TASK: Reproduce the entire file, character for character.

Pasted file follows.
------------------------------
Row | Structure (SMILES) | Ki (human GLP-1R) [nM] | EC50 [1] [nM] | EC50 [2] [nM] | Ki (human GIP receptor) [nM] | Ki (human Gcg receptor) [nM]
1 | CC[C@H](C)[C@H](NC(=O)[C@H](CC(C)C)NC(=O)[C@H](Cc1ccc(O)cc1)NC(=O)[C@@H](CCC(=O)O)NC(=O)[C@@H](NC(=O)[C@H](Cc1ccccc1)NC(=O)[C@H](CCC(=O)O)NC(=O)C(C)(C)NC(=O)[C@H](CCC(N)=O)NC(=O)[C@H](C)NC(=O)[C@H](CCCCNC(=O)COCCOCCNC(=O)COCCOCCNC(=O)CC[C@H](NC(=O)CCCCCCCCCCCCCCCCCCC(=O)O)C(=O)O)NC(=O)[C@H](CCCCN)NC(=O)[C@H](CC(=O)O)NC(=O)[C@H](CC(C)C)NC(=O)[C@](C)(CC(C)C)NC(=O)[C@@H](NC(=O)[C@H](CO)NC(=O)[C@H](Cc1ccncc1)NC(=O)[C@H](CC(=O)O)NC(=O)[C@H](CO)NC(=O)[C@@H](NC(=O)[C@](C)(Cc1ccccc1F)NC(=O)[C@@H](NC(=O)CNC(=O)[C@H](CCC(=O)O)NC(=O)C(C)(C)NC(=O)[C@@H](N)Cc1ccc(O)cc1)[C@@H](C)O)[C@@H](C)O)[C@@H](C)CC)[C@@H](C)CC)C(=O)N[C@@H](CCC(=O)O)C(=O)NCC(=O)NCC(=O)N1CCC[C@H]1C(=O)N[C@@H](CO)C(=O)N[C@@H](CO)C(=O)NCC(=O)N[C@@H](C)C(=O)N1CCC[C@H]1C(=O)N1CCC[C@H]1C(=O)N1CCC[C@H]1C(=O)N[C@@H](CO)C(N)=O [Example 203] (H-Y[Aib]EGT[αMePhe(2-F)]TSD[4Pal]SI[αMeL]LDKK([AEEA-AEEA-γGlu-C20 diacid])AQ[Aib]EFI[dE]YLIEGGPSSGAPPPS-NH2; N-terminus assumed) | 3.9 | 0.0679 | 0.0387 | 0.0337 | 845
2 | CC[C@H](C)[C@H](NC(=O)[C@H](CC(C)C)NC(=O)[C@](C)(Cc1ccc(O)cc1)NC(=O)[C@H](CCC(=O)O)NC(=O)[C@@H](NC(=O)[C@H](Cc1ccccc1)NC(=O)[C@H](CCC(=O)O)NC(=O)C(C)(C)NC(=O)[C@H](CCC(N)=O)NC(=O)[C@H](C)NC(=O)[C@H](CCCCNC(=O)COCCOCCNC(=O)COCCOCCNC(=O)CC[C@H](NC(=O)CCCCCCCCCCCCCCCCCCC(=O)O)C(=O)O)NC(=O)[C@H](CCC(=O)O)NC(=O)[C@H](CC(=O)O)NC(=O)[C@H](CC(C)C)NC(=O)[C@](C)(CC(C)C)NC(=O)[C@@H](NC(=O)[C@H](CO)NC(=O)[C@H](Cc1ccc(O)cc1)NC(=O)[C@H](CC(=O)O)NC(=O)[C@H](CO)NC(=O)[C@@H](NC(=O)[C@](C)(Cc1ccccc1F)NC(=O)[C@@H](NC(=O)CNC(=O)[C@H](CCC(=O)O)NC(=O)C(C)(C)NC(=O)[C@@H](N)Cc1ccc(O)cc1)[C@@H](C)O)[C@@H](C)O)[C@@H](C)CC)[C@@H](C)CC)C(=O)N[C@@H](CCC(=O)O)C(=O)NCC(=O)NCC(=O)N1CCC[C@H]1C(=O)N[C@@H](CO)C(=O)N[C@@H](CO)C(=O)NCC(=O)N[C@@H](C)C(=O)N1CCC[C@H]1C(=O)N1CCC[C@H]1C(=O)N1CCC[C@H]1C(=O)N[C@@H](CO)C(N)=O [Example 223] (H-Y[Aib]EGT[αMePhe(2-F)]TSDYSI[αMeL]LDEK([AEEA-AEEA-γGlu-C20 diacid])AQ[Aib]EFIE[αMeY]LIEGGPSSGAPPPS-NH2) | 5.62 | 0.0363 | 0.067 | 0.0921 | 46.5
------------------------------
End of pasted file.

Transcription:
Row | Structure (SMILES) | Ki (human GLP-1R) [nM] | EC50 [1] [nM] | EC50 [2] [nM] | Ki (human GIP receptor) [nM] | Ki (human Gcg receptor) [nM]
1 | CC[C@H](C)[C@H](NC(=O)[C@H](CC(C)C)NC(=O)[C@H](Cc1ccc(O)cc1)NC(=O)[C@@H](CCC(=O)O)NC(=O)[C@@H](NC(=O)[C@H](Cc1ccccc1)NC(=O)[C@H](CCC(=O)O)NC(=O)C(C)(C)NC(=O)[C@H](CCC(N)=O)NC(=O)[C@H](C)NC(=O)[C@H](CCCCNC(=O)COCCOCCNC(=O)COCCOCCNC(=O)CC[C@H](NC(=O)CCCCCCCCCCCCCCCCCCC(=O)O)C(=O)O)NC(=O)[C@H](CCCCN)NC(=O)[C@H](CC(=O)O)NC(=O)[C@H](CC(C)C)NC(=O)[C@](C)(CC(C)C)NC(=O)[C@@H](NC(=O)[C@H](CO)NC(=O)[C@H](Cc1ccncc1)NC(=O)[C@H](CC(=O)O)NC(=O)[C@H](CO)NC(=O)[C@@H](NC(=O)[C@](C)(Cc1ccccc1F)NC(=O)[C@@H](NC(=O)CNC(=O)[C@H](CCC(=O)O)NC(=O)C(C)(C)NC(=O)[C@@H](N)Cc1ccc(O)cc1)[C@@H](C)O)[C@@H](C)O)[C@@H](C)CC)[C@@H](C)CC)C(=O)N[C@@H](CCC(=O)O)C(=O)NCC(=O)NCC(=O)N1CCC[C@H]1C(=O)N[C@@H](CO)C(=O)N[C@@H](CO)C(=O)NCC(=O)N[C@@H](C)C(=O)N1CCC[C@H]1C(=O)N1CCC[C@H]1C(=O)N1CCC[C@H]1C(=O)N[C@@H](CO)C(N)=O [Example 203] (H-Y[Aib]EGT[αMePhe(2-F)]TSD[4Pal]SI[αMeL]LDKK([AEEA-AEEA-γGlu-C20 diacid])AQ[Aib]EFI[dE]YLIEGGPSSGAPPPS-NH2; N-terminus assumed) | 3.9 | 0.0679 | 0.0387 | 0.0337 | 845
2 | CC[C@H](C)[C@H](NC(=O)[C@H](CC(C)C)NC(=O)[C@](C)(Cc1ccc(O)cc1)NC(=O)[C@H](CCC(=O)O)NC(=O)[C@@H](NC(=O)[C@H](Cc1ccccc1)NC(=O)[C@H](CCC(=O)O)NC(=O)C(C)(C)NC(=O)[C@H](CCC(N)=O)NC(=O)[C@H](C)NC(=O)[C@H](CCCCNC(=O)COCCOCCNC(=O)COCCOCCNC(=O)CC[C@H](NC(=O)CCCCCCCCCCCCCCCCCCC(=O)O)C(=O)O)NC(=O)[C@H](CCC(=O)O)NC(=O)[C@H](CC(=O)O)NC(=O)[C@H](CC(C)C)NC(=O)[C@](C)(CC(C)C)NC(=O)[C@@H](NC(=O)[C@H](CO)NC(=O)[C@H](Cc1ccc(O)cc1)NC(=O)[C@H](CC(=O)O)NC(=O)[C@H](CO)NC(=O)[C@@H](NC(=O)[C@](C)(Cc1ccccc1F)NC(=O)[C@@H](NC(=O)CNC(=O)[C@H](CCC(=O)O)NC(=O)C(C)(C)NC(=O)[C@@H](N)Cc1ccc(O)cc1)[C@@H](C)O)[C@@H](C)O)[C@@H](C)CC)[C@@H](C)CC)C(=O)N[C@@H](CCC(=O)O)C(=O)NCC(=O)NCC(=O)N1CCC[C@H]1C(=O)N[C@@H](CO)C(=O)N[C@@H](CO)C(=O)NCC(=O)N[C@@H](C)C(=O)N1CCC[C@H]1C(=O)N1CCC[C@H]1C(=O)N1CCC[C@H]1C(=O)N[C@@H](CO)C(N)=O [Example 223] (H-Y[Aib]EGT[αMePhe(2-F)]TSDYSI[αMeL]LDEK([AEEA-AEEA-γGlu-C20 diacid])AQ[Aib]EFIE[αMeY]LIEGGPSSGAPPPS-NH2) | 5.62 | 0.0363 | 0.067 | 0.0921 | 46.5